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by Neil Thurman

Print tops tablets for platform-devoted newspaper audiences

Newspaper and magazine audience measurement in Britain underwent a quiet revolution today with the release of the first full set of data from the Publishers Audience Measurement Company (PAMCo) which replaces the National Readership Survey (NRS). I’ve been crunching the data and here are my top three findings:

1. Day-to-day, print is newspapers’ most important single platform

On a daily basis, more than three-quarters of the UK's national and regional newspapers reach more Britons via their print editions than via phones or tablets or PCs.

Day-to-day, print is particularly important to the reach of The Times, the i, the Express, the Daily Star, the Evening Standard, the Metro and most of the regionals. Whereas for The Telegraph, The Guardian, the Mirror, and The Scotsman, more daily reach comes via phones than via their print editions.

Even on a weekly basis, most (slightly over half) of the UK's national and regional newspapers reach more Britons via their print editions than via phones or tablets or PCs.

2. Tablets aren't "saving newspapers"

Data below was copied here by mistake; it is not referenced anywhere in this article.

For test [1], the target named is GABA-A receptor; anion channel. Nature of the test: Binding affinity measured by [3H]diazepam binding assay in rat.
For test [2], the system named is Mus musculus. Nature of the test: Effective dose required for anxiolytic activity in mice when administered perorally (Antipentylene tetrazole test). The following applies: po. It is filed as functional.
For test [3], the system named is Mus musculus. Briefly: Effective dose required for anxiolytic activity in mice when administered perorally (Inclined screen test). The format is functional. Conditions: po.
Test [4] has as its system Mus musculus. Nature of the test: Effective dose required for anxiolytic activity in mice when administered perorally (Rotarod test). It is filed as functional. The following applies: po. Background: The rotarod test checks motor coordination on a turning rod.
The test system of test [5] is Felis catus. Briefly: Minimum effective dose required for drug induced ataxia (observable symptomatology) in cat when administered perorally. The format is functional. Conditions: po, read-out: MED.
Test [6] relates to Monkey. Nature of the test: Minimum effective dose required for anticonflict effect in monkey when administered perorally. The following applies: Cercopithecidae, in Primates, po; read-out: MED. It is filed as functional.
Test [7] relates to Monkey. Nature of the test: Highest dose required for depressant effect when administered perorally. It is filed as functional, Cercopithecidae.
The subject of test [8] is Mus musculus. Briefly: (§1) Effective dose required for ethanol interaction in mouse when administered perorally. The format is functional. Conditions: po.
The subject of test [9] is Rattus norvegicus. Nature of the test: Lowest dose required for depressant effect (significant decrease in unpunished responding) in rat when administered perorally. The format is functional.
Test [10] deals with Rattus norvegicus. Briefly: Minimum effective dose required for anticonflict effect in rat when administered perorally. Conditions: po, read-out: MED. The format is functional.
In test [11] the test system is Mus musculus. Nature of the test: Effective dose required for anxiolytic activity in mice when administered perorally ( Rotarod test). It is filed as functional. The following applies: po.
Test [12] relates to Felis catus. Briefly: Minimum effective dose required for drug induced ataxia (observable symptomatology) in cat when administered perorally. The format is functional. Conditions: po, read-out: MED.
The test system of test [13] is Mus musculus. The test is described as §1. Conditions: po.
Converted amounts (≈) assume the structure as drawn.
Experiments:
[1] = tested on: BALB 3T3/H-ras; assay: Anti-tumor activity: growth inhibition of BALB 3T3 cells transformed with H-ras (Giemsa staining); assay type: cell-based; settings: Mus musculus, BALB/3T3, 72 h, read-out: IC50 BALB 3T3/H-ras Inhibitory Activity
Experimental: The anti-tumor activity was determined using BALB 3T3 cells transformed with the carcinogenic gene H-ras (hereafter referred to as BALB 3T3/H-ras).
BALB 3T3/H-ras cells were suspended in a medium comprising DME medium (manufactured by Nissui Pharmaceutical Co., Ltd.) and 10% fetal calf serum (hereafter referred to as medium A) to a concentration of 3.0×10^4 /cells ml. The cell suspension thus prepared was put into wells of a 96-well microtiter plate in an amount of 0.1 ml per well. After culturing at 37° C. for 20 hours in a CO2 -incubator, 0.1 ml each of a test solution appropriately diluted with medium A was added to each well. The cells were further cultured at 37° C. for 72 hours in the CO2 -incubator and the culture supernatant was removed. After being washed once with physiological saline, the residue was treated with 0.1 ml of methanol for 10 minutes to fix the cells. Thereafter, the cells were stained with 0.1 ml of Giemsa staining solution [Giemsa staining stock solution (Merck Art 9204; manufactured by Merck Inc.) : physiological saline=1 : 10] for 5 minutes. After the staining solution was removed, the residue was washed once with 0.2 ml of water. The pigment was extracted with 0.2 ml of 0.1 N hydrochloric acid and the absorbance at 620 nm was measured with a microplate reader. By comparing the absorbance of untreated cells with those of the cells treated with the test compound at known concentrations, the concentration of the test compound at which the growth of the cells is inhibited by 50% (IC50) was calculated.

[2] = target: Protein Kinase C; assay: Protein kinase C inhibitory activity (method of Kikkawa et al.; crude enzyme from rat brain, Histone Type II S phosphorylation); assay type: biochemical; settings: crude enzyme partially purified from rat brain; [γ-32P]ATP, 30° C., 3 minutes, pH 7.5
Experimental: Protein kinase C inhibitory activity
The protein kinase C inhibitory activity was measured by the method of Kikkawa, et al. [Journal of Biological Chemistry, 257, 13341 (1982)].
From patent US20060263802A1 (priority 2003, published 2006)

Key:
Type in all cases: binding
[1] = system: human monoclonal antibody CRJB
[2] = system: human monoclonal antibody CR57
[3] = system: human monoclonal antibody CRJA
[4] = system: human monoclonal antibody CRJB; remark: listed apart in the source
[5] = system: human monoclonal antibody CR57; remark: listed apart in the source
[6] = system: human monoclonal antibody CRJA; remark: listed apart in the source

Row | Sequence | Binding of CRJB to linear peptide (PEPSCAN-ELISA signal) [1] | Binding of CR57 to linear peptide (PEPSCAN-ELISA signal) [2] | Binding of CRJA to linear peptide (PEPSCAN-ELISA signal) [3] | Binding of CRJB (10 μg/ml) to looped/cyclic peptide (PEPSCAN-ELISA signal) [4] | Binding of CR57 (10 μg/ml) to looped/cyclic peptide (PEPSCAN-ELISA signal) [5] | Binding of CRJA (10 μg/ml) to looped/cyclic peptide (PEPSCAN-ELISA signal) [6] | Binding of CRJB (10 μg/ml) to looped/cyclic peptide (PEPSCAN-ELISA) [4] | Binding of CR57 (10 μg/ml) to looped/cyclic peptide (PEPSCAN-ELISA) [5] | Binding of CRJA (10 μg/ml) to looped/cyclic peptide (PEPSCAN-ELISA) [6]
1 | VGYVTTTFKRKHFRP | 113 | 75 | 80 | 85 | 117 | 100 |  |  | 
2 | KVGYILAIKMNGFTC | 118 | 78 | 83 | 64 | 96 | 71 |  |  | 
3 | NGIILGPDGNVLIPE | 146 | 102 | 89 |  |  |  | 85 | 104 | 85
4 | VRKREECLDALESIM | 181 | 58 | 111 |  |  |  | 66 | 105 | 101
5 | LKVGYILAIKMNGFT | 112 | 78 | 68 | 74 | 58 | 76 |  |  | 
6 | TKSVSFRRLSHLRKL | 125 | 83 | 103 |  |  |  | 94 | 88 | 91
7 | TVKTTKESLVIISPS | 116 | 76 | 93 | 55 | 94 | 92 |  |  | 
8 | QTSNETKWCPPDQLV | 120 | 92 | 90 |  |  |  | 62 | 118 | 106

Back in 2010, Rupert Murdoch said that the tablet "may well be the saving of the newspaper industry." The new PAMCo data shows tablets are the least important digital platform, behind PCs and way behind phones as devices through which Britons consume newspapers.

3. Newspapers' audiences remain in platform silos

The new PAMCo data shows newspapers' readers overwhelmingly consume newsbrands via a single platform. On a daily basis, an average of 98% of newspapers' readers are consuming any given title via a single platform: print, phone, desktop, or tablet. On a weekly basis this figure is still 94%. Even across an entire month, on average, 87% of newspapers’ readers are consuming any given title via a single platform.

How is PAMCo an improvement over the National Readership Survey?

The PAMCo data gives, for the first time, the net daily and weekly readership of newspapers with phone and tablet readers (as well as PC and print readers) included.

Previously, the NRS's daily and weekly net readership figures had only included print and PC readers—a significant omission given how many people access news via mobile devices.

The new PAMCo data also shows, for the first time, the relative importance of phones and tablets for newspaper consumption. Under the NRS, phones and tablets were grouped together in a single 'mobile' category.

PAMCo also says it delivers much more accurate estimates of how many readers consume newspapers via more than one platform, for example in print and via phones. This is because, unlike the NRS, PAMCo interviews 35,000 consumers face-to-face and tracks the digital consumption of 5,000 of those same consumers by installing a tracker app on all of their digital devices.

Visit the PAMCO website for more information.

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